Sunday, November 17, 2013

Butterflies @ Mae Takhrai National Park, Thailand Part 2

Continue from the last post.

We know that "Awlet" and "Awl" skippers usually roam around early in the morning when sunshine begins to warm the earth. Walking around the surrounding areas of our lodge, we noticed a Common Orange Awlet (Burara harisa harisa) was enjoying its early breakfast at the river bank.
Surprisingly, another small skipper, the Silver-breast Ace (Sovia albipecta) was also an early visitor, feeding on a large stone.
A stretch of this beautiful river bank provides a good spot for puddling-butterflies to rest and feed on the moist sandy ground.
Our common interest and the BC forums brought four of us each from a different country together - thanks to the modern technology. This is where we had our breakfast before our 2nd day of butterfly-hunting and photographing.  
After breakfast, we continued exploring the compounds within the lodge. At least two different individual Common Nawabs (Polyura athamas athamas) came down to puddle.
Soon, a Scarce Tawny Rajah (Charaxes aristogiton aristogiton) accompanied the Nawab.
A more pristine female Plain Earl (Tanaecia jahnu) was spotted by Les on a leaf above us. She was rather shy to get closer to us but the high perch gave us a chance to shoot her underside wings.
The compound of the lodge is quite big. Antonio spotted this Black Rajah (Charaxes solon sulphureus) puddling singly and quietly on a cement floor across the river.

Not far away from the Black Rajah, I found this Common Pierrot (Castalius rosimon rosimon) perching on a grass blade.
An uncooperative male Colour Sergeant (Athyma nefte asita) was flitting around to-and-fro along the river but getting a good shot was a huge challenge for us.
The arrival of a large and magnificent Papilionid, The Redbreast (Papilio alcmenor alcmenor) was the highlight of our 2nd day at Tharnthong Lodges.
It kept fluttering its wings and moving around while feeding on the moist ground. Occasionally, it opened its wings - but we must really react fast and need some luck to snap a decent shot of the uppersides.
I spotted two Singletons (Una usta usta) - a rather small lycaenid at two different locations - obviously, this was shot at a sandy area along the river.
There was another small and dark lycaenid nearby. A slight change of my camera angle gave me this shot- I guess this is The Dingy Line Blue (Petrelaea dana dana) with a variation in the third marginal spot being darken.
There were quite a number of Yellows but I didn't really pay much attention to them. I just snapped a few shots of this cooperative Eurema simulatrix sarinoides.
We decided to move up to the waterfall area again. But as we went higher up the weather appeared to be more cloudy. Next to the waterfall, I spotted an Extensive White Flat (Gerosis sinica narada) feeding on bird droppings initially.
I managed to take an underside shot of this Flat skipper.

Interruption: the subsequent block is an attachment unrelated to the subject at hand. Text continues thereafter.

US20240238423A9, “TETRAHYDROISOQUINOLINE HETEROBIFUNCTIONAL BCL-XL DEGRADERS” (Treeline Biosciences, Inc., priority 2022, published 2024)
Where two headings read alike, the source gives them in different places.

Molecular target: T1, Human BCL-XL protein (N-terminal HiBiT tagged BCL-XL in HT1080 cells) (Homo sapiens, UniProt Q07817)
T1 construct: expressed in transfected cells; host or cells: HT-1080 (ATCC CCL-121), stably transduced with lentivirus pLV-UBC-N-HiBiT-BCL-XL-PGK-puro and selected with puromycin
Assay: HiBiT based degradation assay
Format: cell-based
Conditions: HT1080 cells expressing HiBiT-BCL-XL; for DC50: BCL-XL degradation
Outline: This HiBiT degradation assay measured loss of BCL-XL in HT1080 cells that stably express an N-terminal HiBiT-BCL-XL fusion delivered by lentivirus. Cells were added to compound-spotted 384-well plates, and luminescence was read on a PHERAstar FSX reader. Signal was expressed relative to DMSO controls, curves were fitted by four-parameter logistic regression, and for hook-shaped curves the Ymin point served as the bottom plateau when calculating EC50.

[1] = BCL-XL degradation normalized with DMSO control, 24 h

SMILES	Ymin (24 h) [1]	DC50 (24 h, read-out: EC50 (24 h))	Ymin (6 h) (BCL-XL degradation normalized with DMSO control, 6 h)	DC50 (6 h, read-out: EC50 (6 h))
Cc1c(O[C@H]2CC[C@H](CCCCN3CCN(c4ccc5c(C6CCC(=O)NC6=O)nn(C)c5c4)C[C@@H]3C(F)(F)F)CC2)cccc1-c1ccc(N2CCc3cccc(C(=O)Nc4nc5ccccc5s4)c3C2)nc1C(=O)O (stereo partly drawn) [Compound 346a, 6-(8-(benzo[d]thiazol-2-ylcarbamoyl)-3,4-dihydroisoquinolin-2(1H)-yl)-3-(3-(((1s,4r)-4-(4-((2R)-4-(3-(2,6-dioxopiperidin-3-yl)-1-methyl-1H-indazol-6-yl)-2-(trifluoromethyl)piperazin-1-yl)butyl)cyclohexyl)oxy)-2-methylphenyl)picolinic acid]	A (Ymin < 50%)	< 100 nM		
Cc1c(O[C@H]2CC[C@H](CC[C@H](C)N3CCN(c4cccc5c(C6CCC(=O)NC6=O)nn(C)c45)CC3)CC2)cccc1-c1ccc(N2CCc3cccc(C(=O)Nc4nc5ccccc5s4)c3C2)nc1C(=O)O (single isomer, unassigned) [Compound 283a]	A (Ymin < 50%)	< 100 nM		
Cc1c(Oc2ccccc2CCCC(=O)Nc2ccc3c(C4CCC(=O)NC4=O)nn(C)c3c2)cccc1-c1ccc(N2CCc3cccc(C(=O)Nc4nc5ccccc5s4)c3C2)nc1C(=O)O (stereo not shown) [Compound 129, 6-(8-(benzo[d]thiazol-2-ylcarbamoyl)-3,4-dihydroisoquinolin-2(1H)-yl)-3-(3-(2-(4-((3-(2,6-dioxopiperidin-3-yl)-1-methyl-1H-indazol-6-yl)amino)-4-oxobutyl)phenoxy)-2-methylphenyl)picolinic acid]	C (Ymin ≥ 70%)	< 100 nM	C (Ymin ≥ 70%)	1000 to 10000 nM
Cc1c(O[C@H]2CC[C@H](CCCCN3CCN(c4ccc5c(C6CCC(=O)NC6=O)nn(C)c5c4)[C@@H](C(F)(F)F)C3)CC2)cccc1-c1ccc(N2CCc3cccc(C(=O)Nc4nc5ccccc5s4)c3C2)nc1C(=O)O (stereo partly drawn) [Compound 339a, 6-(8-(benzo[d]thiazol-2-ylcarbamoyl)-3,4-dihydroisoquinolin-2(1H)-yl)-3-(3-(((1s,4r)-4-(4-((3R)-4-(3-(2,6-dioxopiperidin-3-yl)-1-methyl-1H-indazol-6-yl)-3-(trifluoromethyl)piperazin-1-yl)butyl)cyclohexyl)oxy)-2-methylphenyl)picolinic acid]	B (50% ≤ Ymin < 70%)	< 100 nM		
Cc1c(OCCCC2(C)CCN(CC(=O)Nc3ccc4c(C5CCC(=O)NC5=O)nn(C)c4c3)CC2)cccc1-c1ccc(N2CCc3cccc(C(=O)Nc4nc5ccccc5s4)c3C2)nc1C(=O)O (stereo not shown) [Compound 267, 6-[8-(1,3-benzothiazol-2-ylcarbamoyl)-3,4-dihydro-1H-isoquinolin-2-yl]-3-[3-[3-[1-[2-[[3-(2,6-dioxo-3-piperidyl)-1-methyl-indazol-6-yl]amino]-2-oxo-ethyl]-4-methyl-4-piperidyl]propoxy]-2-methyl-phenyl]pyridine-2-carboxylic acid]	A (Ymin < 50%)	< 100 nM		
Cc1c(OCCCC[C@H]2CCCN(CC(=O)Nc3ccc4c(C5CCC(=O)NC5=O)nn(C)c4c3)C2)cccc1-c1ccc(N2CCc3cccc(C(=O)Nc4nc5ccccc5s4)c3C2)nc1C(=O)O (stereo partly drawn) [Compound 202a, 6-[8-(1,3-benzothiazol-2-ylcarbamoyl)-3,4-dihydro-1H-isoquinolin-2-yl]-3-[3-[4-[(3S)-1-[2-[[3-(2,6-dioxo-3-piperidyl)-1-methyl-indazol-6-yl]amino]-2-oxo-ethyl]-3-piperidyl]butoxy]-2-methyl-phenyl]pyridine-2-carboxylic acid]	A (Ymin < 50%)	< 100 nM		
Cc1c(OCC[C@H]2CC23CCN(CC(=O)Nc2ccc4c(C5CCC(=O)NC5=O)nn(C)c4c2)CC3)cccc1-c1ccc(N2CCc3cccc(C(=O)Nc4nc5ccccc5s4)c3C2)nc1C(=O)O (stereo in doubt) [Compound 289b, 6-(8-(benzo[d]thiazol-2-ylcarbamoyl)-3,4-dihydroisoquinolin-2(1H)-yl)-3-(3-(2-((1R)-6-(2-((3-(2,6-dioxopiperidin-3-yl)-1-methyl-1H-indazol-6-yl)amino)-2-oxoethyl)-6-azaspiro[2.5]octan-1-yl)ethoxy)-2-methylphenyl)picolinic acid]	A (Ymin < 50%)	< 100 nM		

At the same location, a beautiful lycaenid gave me a surprise. The Indian Purple Sapphire (Heliophorus indicus) is such an attractive butterfly that I could not resist taking more shots.
I only managed to have two instinctive shots of  this Delias acalis pyramus (Red-breast Jezebel) when it puddled along the roadside next to a stream.
We didn't get to see many interesting species for us to be excited about so we went back to the Lodge early and continued hunting for butterflies within the Lodge. This Common Palmfly (Elymnias hypermnestra meridionalis) was more whitish compared to the subspecies agina  that we can see here in Singapore.
This Spotted Palmfly (Elymnias malelas malelas) found something smelly on a rock to puddle on in front of our lodge.
A solitary Mycalesis adamsoni (The Watson's Bushbrown) was rather skittish. A slight movement would agitate him to hop away from. A few minutes later I found it was attracted to the animal dung. 
Another attractive Brown, the Lethe confusa confusa (The Banded Treebrown) created some excitement for us just in front of our lodge.
I guess this is The Metallic caerulean (Jamides alecto alocina)  (blue iridescence on the uppersides) which was oblivious to my presence.
Butterfly on flowers is always appealing to our eyes. I could not resist shooting this Restricted Demon (Notocrypta curvifascia curvifascia) again.
While we were browsing through our shots on the camera outside our lodge a Harlequin species flitting past us. We kept chasing and accidentally bumped into this Tufted Jungle King (Thauria aliris intermedia).
After a good dinner at the Lodge we set around outside our rooms, chatting and relaxing in a cool starry nigh, accompanied by natural and soothing sound of flowing-water in the river - a wonderful place to immerse ourselves in nature and relax. 

Reference : Butterflies of Thailand, Pisuth Ek-Amnuay, 2nd Edition, 2012

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